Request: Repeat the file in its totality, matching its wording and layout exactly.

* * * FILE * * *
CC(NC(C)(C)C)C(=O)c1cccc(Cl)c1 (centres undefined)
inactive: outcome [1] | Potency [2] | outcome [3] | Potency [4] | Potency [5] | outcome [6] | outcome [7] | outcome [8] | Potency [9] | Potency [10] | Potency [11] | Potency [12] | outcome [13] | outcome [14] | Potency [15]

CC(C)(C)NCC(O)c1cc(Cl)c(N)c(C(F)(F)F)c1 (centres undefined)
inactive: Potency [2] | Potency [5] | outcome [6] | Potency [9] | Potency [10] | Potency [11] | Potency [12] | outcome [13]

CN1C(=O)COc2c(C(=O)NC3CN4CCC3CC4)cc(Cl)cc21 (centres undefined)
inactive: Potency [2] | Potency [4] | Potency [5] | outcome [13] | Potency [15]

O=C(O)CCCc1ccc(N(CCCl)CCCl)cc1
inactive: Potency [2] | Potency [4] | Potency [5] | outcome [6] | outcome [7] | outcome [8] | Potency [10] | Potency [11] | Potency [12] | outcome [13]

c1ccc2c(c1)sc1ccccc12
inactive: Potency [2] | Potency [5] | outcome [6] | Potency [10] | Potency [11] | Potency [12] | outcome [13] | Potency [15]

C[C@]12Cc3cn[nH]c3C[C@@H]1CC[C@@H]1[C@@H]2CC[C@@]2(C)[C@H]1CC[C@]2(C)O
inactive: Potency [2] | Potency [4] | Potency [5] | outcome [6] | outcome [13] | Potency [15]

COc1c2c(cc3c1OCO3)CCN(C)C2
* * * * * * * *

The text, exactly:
CC(NC(C)(C)C)C(=O)c1cccc(Cl)c1 (centres undefined)
inactive: outcome [1] | Potency [2] | outcome [3] | Potency [4] | Potency [5] | outcome [6] | outcome [7] | outcome [8] | Potency [9] | Potency [10] | Potency [11] | Potency [12] | outcome [13] | outcome [14] | Potency [15]

CC(C)(C)NCC(O)c1cc(Cl)c(N)c(C(F)(F)F)c1 (centres undefined)
inactive: Potency [2] | Potency [5] | outcome [6] | Potency [9] | Potency [10] | Potency [11] | Potency [12] | outcome [13]

CN1C(=O)COc2c(C(=O)NC3CN4CCC3CC4)cc(Cl)cc21 (centres undefined)
inactive: Potency [2] | Potency [4] | Potency [5] | outcome [13] | Potency [15]

O=C(O)CCCc1ccc(N(CCCl)CCCl)cc1
inactive: Potency [2] | Potency [4] | Potency [5] | outcome [6] | outcome [7] | outcome [8] | Potency [10] | Potency [11] | Potency [12] | outcome [13]

c1ccc2c(c1)sc1ccccc12
inactive: Potency [2] | Potency [5] | outcome [6] | Potency [10] | Potency [11] | Potency [12] | outcome [13] | Potency [15]

C[C@]12Cc3cn[nH]c3C[C@@H]1CC[C@@H]1[C@@H]2CC[C@@]2(C)[C@H]1CC[C@]2(C)O
inactive: Potency [2] | Potency [4] | Potency [5] | outcome [6] | outcome [13] | Potency [15]

COc1c2c(cc3c1OCO3)CCN(C)C2